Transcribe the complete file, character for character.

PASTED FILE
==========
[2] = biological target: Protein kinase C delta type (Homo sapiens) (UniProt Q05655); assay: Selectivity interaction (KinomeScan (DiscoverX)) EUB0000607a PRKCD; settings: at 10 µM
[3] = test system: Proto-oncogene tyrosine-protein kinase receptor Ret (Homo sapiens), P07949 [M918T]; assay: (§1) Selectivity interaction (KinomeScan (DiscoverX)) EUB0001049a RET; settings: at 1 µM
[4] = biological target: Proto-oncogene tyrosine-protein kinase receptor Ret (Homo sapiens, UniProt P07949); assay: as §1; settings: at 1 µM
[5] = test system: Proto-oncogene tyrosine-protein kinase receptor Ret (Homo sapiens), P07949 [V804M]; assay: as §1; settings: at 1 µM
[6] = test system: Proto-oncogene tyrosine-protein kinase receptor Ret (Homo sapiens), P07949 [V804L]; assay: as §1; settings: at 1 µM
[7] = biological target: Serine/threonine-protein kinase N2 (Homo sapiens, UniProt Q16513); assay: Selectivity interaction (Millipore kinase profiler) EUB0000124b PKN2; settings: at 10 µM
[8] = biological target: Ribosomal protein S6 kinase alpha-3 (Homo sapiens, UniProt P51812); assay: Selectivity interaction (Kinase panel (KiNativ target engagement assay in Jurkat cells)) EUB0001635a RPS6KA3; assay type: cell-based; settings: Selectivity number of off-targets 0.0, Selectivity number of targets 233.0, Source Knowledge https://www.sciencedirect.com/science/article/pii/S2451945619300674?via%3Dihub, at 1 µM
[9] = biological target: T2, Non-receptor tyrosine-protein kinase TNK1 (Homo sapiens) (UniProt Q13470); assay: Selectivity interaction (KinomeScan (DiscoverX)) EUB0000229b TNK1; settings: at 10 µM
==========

[2] = biological target: Protein kinase C delta type (Homo sapiens) (UniProt Q05655); assay: Selectivity interaction (KinomeScan (DiscoverX)) EUB0000607a PRKCD; settings: at 10 µM
[3] = test system: Proto-oncogene tyrosine-protein kinase receptor Ret (Homo sapiens), P07949 [M918T]; assay: (§1) Selectivity interaction (KinomeScan (DiscoverX)) EUB0001049a RET; settings: at 1 µM
[4] = biological target: Proto-oncogene tyrosine-protein kinase receptor Ret (Homo sapiens, UniProt P07949); assay: as §1; settings: at 1 µM
[5] = test system: Proto-oncogene tyrosine-protein kinase receptor Ret (Homo sapiens), P07949 [V804M]; assay: as §1; settings: at 1 µM
[6] = test system: Proto-oncogene tyrosine-protein kinase receptor Ret (Homo sapiens), P07949 [V804L]; assay: as §1; settings: at 1 µM
[7] = biological target: Serine/threonine-protein kinase N2 (Homo sapiens, UniProt Q16513); assay: Selectivity interaction (Millipore kinase profiler) EUB0000124b PKN2; settings: at 10 µM
[8] = biological target: Ribosomal protein S6 kinase alpha-3 (Homo sapiens, UniProt P51812); assay: Selectivity interaction (Kinase panel (KiNativ target engagement assay in Jurkat cells)) EUB0001635a RPS6KA3; assay type: cell-based; settings: Selectivity number of off-targets 0.0, Selectivity number of targets 233.0, Source Knowledge https://www.sciencedirect.com/science/article/pii/S2451945619300674?via%3Dihub, at 1 µM
[9] = biological target: T2, Non-receptor tyrosine-protein kinase TNK1 (Homo sapiens) (UniProt Q13470); assay: Selectivity interaction (KinomeScan (DiscoverX)) EUB0000229b TNK1; settings: at 10 µM